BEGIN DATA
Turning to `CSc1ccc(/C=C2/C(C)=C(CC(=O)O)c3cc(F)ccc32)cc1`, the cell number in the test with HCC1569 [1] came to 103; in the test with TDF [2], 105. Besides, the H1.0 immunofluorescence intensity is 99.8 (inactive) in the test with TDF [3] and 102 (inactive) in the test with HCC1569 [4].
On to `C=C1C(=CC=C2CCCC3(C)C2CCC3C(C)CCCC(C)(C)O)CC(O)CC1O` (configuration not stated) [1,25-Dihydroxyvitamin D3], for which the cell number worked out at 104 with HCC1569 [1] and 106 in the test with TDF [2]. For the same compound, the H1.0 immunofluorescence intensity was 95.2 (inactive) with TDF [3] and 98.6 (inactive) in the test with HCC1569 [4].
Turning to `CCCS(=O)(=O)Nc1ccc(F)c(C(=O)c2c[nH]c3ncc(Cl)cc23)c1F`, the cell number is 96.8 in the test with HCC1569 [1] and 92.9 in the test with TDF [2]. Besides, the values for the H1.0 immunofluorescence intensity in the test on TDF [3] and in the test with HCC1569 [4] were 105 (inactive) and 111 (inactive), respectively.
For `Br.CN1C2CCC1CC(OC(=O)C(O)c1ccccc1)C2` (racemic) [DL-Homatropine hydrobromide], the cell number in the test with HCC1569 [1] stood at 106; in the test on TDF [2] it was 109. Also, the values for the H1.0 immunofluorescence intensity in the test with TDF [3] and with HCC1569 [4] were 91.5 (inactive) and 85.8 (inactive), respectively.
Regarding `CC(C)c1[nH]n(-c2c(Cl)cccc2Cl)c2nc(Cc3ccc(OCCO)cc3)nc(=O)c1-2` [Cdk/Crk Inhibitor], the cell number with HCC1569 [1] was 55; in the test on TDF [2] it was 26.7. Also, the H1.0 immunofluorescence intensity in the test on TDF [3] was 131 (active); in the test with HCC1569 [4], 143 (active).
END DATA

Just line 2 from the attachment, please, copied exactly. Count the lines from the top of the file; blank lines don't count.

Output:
On to `C=C1C(=CC=C2CCCC3(C)C2CCC3C(C)CCCC(C)(C)O)CC(O)CC1O` (configuration not stated) [1,25-Dihydroxyvitamin D3], for which the cell number worked out at 104 with HCC1569 [1] and 106 in the test with TDF [2]. For the same compound, the H1.0 immunofluorescence intensity was 95.2 (inactive) with TDF [3] and 98.6 (inactive) in the test with HCC1569 [4].